However, why oh why did the author have to make it SO Java-oriented? A lot of the book kept referring to the JVM, and using the Java console and so on. This was unnecessary and annoying to us non-Java programmers. The chapter on the Iterator pattern made it even worse by using a Java-specific feature, without any real explanation of how to do it in other languages.

Even this might not have knocked it off the five-star rating, had it not been for the chapter on the Proxy pattern, which was basically useless to non-Java programmers, as instead of showing how to implement it in a neutral way, they used a Java-specific one, which doesn't help the rest of us. Although the description of the pattern was good, it wasn't clear enough how to implement it in other OO languages, and I ended up skimming most of the chapter.

So, the book was brilliant, but if you aren't a Java programmer, be prepared for some disappointing bits. The annoying thing is that it would have been SO easy to have written the book to apply to any OO language, and just add some notes as to how specific languages have extra features that can help.

So well done guys, but how about a revised version of the book that appeals to everyone? Why do you assume that only Java people are interested?
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5 of 5 people found the following review helpful
on 12 November 2005
After reading some of the reviews for this book I had high hopes for its content and I wasn't dissapointed! this is easily the most well written computer book on my shelf.
I never really use Java and mostly use C# however I don't think it matters what language your used to using as this book concentrates more on the design principles of OOP rather than the how to apply it to a particular language, however the syntax between the two are so similar it didn't take long to pick it up.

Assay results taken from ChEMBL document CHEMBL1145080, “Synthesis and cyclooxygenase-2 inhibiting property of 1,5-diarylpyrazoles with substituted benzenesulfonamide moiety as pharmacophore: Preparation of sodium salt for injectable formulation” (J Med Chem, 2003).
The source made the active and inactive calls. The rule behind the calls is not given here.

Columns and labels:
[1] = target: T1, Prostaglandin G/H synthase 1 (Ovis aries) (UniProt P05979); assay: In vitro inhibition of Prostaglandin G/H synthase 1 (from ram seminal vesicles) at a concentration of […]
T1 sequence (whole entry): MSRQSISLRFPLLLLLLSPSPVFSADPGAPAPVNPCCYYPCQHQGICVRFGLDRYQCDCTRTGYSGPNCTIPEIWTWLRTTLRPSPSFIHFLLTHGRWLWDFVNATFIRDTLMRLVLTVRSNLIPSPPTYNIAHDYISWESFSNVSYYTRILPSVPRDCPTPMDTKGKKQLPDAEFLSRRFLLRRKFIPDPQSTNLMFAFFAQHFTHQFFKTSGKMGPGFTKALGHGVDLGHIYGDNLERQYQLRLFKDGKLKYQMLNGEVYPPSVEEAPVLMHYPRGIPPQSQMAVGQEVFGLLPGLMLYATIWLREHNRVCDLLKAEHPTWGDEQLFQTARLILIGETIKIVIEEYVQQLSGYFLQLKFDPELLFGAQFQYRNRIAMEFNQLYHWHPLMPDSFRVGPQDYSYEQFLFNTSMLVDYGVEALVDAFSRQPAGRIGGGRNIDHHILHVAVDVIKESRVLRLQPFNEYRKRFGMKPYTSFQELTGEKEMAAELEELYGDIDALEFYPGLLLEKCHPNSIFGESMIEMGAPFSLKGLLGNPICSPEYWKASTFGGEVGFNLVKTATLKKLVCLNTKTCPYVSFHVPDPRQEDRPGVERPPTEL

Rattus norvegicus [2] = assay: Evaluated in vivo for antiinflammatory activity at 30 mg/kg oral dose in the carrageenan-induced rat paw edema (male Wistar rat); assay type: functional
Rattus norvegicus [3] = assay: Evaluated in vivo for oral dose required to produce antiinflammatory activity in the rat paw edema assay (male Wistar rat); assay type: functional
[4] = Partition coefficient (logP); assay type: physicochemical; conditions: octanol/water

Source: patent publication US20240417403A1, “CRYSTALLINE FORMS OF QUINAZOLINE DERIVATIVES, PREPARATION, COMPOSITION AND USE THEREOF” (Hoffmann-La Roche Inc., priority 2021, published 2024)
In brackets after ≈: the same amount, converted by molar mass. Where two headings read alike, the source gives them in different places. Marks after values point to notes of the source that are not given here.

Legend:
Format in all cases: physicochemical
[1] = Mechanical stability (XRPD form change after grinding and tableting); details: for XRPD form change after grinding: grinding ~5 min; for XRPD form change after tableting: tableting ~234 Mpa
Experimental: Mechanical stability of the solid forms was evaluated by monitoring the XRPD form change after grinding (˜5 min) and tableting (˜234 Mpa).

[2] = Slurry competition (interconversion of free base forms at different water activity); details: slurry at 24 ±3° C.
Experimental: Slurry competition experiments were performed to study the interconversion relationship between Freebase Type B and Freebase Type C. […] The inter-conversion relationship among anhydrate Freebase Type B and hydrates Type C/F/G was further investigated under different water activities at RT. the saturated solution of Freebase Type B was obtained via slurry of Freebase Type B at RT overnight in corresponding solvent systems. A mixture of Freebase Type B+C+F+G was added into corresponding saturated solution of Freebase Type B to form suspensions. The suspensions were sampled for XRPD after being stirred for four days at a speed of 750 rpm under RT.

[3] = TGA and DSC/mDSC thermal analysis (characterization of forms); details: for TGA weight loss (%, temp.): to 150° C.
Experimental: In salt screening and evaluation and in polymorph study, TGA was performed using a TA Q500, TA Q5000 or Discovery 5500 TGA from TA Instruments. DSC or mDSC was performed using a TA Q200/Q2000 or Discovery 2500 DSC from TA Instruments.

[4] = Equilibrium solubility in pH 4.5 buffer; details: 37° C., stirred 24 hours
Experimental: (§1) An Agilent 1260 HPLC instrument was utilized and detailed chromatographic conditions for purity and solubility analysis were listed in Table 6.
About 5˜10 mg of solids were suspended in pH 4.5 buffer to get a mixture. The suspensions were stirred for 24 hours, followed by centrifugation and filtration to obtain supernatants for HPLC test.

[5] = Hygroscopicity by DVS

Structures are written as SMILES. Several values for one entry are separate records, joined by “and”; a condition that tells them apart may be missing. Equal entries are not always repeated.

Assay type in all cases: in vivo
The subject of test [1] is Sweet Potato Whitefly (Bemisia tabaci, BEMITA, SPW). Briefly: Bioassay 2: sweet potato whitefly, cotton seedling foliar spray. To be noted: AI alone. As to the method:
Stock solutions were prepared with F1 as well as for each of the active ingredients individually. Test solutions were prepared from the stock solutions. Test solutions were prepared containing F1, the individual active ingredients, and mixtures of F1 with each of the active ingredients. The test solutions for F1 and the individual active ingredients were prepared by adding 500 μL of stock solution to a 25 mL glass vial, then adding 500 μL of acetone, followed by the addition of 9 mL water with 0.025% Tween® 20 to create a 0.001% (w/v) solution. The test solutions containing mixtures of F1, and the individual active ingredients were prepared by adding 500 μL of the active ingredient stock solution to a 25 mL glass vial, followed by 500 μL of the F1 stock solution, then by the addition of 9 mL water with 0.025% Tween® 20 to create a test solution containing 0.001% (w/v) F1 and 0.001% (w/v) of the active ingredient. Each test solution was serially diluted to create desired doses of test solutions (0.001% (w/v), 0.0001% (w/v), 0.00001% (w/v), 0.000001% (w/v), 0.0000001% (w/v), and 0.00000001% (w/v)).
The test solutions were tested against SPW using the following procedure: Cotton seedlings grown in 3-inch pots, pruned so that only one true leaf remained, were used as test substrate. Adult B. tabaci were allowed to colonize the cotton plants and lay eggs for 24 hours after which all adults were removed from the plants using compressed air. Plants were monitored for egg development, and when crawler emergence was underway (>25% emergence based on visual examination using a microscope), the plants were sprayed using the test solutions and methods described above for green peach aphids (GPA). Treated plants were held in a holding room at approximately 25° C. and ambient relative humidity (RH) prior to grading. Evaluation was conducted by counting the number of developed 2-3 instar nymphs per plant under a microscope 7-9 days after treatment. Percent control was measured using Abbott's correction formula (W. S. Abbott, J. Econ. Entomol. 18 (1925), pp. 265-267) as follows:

If you understand the basic's of OOP Abstraction, Encapsulation, Polymorphism, Inheritance... but want to find out how best to apply these to create robust and extensible applications then I definitely recommend this book.
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6 of 6 people found the following review helpful
on 23 November 2006
I ordered this book before I read that the examples inside it are written in Java. I do not have any knowledge of Java, the only language I know is PHP.

However this was not a problem as the code in the book is minimal and is very focused on the design pattern being explained at the time. If you have knowledge of object oriented programming then I'm sure this book will be good for you. It is an absolute Gem!
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14 of 15 people found the following review helpful
on 26 February 2005
Before reading this book I was not that passionate about programming. I could knock out some code and get things to work which was fine. After reading this book my thinking has been changed forever...this book presents ways in which you can write slick, elegant code....and get more of a buzz out of your work because you know how to do it better. It's easy to read, entertaining and best of all it sinks in without you straining trying to stay awake.